Residents of New England braced themselves this weekend for what is predicted to be a huge – and possibly historic – blizzard.
The storm is forecast to dump 1 to 3 feet of snow from New York City to Boston and beyond. But even before a single snowflake fell on Friday, schools in many Northeastern cities were cancelled. Commercial airlines scratched more than 3,700 flights through Saturday, and the disruptions are expected to ripple across the nation.
Meteorologists say wind gusts could reach 75 miles per hour. And residents are preparing for widespread power failures and flooding in coastal areas still recovering from Superstorm Sandy in October.
Against that backdrop, the Agriculture Department did a little forecasting of its own Friday, when it released its latest estimates on global and domestic supply and demand.
With the 2012 row crops already in the bin, the report focused primarily on grain supplies.
U.S. corn ending stocks moved slightly higher to 632 million bushels as export demand fell-off. The increase over last month still leaves corn at one of the tightest stocks-to-use ratios in the past few years. The increased supplies pushed the season average price estimate lower by 20 cents to $6.75 to $7.65 per bushel. As we move closer to the start of the 2013 growing season, private analysts note there is still little room for a crop shortfall in the northern hemisphere.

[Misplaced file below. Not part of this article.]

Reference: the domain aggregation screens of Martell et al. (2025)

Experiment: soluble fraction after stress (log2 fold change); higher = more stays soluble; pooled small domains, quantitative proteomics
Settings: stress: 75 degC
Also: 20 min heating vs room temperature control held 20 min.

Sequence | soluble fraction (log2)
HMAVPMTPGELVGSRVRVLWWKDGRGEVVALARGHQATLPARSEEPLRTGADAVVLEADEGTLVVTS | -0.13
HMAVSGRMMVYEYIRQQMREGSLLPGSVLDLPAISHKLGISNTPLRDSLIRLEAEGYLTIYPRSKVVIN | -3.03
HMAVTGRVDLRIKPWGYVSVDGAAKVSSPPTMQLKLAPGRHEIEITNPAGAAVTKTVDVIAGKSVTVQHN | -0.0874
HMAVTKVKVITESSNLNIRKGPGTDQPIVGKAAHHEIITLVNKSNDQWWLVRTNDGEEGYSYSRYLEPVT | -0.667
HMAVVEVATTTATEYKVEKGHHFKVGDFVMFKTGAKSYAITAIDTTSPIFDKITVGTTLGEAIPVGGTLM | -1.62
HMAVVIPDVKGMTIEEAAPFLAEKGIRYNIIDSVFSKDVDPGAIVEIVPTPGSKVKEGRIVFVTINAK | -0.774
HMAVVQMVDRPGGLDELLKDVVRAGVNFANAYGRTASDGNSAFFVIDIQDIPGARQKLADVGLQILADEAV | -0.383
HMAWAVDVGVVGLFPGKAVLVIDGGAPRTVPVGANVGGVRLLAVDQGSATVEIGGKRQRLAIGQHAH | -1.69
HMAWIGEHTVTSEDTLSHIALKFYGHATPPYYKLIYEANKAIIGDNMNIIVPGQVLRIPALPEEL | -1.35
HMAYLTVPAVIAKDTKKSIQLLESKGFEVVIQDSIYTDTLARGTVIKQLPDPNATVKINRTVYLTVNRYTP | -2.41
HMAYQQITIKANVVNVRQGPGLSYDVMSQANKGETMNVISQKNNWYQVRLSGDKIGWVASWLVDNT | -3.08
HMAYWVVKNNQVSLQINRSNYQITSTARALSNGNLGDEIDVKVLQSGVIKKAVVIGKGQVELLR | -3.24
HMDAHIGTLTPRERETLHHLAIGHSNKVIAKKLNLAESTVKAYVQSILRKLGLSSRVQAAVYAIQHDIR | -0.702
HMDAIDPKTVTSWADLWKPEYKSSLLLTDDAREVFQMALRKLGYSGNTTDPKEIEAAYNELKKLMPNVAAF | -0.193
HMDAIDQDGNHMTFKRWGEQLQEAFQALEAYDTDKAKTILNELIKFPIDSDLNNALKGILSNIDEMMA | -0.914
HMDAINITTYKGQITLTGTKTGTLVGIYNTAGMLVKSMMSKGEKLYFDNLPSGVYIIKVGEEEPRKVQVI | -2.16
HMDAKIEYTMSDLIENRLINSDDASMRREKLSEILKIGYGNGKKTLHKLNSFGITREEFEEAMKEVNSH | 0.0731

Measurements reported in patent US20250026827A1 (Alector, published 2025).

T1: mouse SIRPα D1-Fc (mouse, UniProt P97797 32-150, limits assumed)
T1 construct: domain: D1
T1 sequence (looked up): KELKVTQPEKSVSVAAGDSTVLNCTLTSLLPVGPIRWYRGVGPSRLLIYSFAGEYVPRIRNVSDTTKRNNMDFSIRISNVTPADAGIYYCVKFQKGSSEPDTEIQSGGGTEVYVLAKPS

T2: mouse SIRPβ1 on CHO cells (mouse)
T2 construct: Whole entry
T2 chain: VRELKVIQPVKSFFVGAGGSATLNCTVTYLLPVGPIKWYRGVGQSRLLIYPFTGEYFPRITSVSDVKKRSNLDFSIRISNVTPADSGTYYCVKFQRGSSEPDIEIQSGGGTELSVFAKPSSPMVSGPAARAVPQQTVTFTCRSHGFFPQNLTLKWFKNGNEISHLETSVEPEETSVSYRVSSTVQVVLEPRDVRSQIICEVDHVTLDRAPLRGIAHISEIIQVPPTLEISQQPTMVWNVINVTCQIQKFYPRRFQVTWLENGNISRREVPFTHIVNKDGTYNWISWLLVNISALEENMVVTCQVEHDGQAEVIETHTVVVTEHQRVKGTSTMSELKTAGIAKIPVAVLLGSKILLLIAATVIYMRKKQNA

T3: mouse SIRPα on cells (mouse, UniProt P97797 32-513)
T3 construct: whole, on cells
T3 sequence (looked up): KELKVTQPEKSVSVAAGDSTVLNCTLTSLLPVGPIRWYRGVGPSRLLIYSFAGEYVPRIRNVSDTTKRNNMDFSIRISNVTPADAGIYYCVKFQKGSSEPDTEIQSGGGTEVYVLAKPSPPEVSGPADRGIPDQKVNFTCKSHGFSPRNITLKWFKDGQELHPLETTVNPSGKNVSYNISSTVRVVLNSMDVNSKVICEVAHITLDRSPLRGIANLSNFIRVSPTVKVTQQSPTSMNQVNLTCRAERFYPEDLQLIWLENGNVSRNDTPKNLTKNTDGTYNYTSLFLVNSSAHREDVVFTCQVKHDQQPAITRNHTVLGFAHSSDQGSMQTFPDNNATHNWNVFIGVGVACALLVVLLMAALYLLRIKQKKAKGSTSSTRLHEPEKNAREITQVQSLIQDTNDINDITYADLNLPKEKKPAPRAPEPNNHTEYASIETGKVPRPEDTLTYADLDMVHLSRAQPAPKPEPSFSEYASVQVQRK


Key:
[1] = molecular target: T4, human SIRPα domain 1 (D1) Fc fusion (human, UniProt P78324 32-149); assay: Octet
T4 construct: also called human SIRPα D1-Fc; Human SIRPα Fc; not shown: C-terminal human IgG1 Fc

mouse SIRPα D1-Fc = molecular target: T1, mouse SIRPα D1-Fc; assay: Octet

Domestic soybean ending stocks also remain tight with USDA officials moving estimates down to 125 million bushels. Despite the reduction, some private analysts judge world stocks to be adequate as they anticipate a record South American crop. After weighing all the factors, USDA increased its season average price estimate by a nickel to $13.55 to $15.05 per bushel.
And as supplies decline U.S. wheat ending stocks were pulled slightly lower to 691 million bushels. As more wheat is being used as feed and exports continue on track the market is having difficulty breaking the $8 barrier. USDA prognosticators disagree and moved the average season price estimate up 10 cents to $7.70 to $8.10 per bushel.
Grain markets appear to have already anticipated the supply figures as wheat and corn rallied a few pennies on the news. Nearby soybean prices, however, declined about 15 cents in the wake of Friday’s report.